This Just In: Problematic Provenance

My previous post on the acquisition of U.Va.’s first papyrus manuscript has been a popular one, made more so by a subsequent U.Va. news release. Two readers have since contacted me with a question unaddressed in the blog post and news release (the latter now amended): What is the document’s provenance, that is, its recent ownership history? This follow-up post seeks to summarize what little is known at this point about its provenance, acknowledge an error of judgment in this instance, and touch upon an important ethical issue concerning the antiquities trade.

P. Virginia 1, U.Va.'s first papyrus document, measures 16.5 x 8 cm. It was written in Greek, probably in Egypt during the 3rd century CE. Purchased on the Associates Endowment Fund.

P. Virginia 1, U.Va.’s first papyrus document, measures 16.5 x 8 cm. It was written in Greek, probably in Egypt during the 3rd century CE. Purchased on the Associates Endowment Fund.

UVa’s papyrus fragment was purchased at the March 19, 2015 public auction (lot 71) of Swann Galleries, a major New York auction house. The lot description offered no provenance information, nor (as is common in the auction trade) was the consignor identified. When the papyrus was unpacked at U.Va. on May 7, I saw on the glass mount, sealed with a distinctive “papyrus”-patterned tape, an identification label with the handwritten notation “M30305/2.” Neither feature had been visible in the cropped image accompanying the lot description. Was this a collection inventory number, or, more likely, a dealer or auction house number? I have since done what I should have done initially, prior to bidding, and that is to contact the auction gallery for all documentation the gallery and the consignor may have on the papyrus’s ownership over the last several decades. Swann Galleries has confirmed that the label bears its “internal cataloguing number.” Swann has also requested documentation from the consignor, “a dealer with whom we have done business on a number of occasions,” and we are awaiting a response.

So far my other efforts to trace this fragment to a known collection, to a previous auction or trade sale, or to other pieces have been fruitless. If readers have any knowledge of other papyrus documents in mounts sealed with the same tape (visible in the attached images), I would be grateful to hear from you.

Provenance is no small matter, for we want to avoid acquiring, whether through purchase or gift, collection items for which we do not have clear title. The matter is a complicated one, for we obtain a wide chronological and geographical range of materials, in a variety of formats, from many different sources. In the case of antiquities (and certain categories of books and manuscripts), provenance is paramount, for many countries now require a license for the export of such objects, or for export after a specified date from their country of origin.

The verso of P. Virginia 1 clearly shows the vertical papyrus strips which form the document's secondary layer. Additional lines of Greek text--perhaps docketing, or unrelated manuscript notes--are also visible.

The verso of P. Virginia 1 clearly shows the vertical papyrus strips which form the document’s secondary layer. Additional lines of Greek text–perhaps docketing, or unrelated manuscript notes–are also visible.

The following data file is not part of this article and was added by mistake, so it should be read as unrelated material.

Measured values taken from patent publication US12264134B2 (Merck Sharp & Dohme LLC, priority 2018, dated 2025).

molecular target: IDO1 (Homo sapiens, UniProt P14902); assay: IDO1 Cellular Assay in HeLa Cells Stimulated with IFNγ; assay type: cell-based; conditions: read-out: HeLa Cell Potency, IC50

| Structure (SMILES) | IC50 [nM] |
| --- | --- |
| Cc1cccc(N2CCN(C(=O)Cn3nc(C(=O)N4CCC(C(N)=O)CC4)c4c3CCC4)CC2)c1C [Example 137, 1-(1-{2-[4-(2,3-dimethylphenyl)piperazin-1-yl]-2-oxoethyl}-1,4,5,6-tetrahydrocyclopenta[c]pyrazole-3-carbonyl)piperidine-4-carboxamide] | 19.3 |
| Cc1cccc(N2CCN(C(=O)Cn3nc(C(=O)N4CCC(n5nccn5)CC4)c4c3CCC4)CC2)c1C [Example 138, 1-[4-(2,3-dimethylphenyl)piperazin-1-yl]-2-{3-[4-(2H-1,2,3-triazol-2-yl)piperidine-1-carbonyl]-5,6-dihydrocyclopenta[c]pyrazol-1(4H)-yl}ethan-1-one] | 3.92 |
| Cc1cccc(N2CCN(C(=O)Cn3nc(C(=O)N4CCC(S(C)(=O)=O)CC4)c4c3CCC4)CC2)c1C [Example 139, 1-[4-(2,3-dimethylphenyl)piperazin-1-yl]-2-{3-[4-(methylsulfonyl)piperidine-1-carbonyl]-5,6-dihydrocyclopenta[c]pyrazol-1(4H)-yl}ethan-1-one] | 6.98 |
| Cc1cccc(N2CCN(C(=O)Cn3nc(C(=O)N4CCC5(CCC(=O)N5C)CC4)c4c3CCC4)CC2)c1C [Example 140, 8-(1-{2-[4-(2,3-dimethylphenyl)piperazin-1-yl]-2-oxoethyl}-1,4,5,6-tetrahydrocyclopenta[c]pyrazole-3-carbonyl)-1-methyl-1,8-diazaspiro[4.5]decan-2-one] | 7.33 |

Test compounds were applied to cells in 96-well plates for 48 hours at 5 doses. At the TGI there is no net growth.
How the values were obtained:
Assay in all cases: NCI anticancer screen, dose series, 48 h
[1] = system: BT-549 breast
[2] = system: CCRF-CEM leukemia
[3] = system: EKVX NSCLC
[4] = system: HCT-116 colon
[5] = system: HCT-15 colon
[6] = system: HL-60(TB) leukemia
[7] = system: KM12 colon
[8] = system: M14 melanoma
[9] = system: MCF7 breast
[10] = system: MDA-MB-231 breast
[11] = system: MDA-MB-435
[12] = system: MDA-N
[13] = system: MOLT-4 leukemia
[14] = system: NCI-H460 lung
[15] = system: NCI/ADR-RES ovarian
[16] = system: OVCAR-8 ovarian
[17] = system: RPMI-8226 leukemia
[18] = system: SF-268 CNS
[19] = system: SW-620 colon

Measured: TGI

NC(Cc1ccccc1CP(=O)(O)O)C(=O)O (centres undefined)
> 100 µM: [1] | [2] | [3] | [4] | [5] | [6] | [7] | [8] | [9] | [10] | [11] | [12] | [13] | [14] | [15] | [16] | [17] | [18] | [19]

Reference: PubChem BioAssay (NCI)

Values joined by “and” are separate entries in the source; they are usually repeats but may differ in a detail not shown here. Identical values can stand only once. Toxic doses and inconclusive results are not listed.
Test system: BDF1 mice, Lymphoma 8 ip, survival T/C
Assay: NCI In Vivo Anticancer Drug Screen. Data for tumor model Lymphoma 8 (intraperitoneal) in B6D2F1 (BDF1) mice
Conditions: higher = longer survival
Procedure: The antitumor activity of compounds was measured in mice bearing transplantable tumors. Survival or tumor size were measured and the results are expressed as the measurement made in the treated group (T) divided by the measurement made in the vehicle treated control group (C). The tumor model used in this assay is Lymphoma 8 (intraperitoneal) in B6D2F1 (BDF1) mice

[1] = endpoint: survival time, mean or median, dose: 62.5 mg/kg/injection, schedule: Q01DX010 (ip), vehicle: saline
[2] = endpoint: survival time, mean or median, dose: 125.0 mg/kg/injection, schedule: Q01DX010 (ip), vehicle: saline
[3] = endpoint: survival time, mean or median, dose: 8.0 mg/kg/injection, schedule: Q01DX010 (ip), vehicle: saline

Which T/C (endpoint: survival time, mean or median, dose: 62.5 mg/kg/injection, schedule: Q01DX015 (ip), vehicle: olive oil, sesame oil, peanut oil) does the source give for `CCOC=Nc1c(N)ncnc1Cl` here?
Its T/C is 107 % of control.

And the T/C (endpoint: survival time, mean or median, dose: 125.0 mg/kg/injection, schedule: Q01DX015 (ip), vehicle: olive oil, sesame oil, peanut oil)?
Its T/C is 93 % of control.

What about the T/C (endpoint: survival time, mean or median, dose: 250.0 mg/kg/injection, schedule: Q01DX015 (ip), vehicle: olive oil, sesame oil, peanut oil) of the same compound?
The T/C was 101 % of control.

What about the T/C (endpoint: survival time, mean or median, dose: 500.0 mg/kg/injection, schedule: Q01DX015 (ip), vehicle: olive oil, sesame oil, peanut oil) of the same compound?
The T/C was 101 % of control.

For papyrus documents of Egyptian origin, the primary statute is Egypt’s 1983 law on the protection of antiquities, which henceforth prohibited their export without a proper license. Many, of course, were exported before the law took effect. What if we cannot trace the document’s ownership prior to 1983? That would neither prove nor disprove that the papyrus was properly exported. Here, however, assuming proper export in the absence of contrary evidence is not sufficient, for ethically we would want assurance that U.Va. was not supporting, in even the smallest way, the illegal antiquities trade.

The situation could have been avoided, of course, had I sought provenance information prior to bidding; if the document’s history could not be verified earlier than 1983, there would be no point in bidding. To my regret, I did not. I am deeply indebted to the readers who have enlightened me by sharing information on what is apparently an active, illegal market in papyrus manuscripts, online and elsewhere, conducted by dealers outside the established antiquities and manuscripts trade channels. Accounts such as those posted by Brice Jones and Dorothy King present a disturbing picture of this market, which is likely replenished by continuing illegal exports and supported by buyers who neither demand full documentation, nor convey it to the next owner. Often the provenance information supplied is either insufficient or dubious.

It may take some time to complete our investigation into the document’s provenance and then settle on a course of action. Readers will receive an update in a future blog post.

3 thoughts on “This Just In: Problematic Provenance

  1. Pingback: This Just In: Please Welcome P. Virginia 1! | Notes from Under Grounds

  2. I just wanted to drop you a note to thank you for your honest and open description of the dilemna concerning that papyrus fragment. I do hope, for your library’s sake, that it does have a provenance prior to 1983, but if it doesn’t, I hope it wasn’t too expensive (or at least that the sale can be rescinded). The debate over heritage is a complicated one, and there is a lot of hyperbole and vituperation involved, but the destruction of written sources for profit, whether papyri or books, is close to sacrilege. So Bravo to you for your comments.

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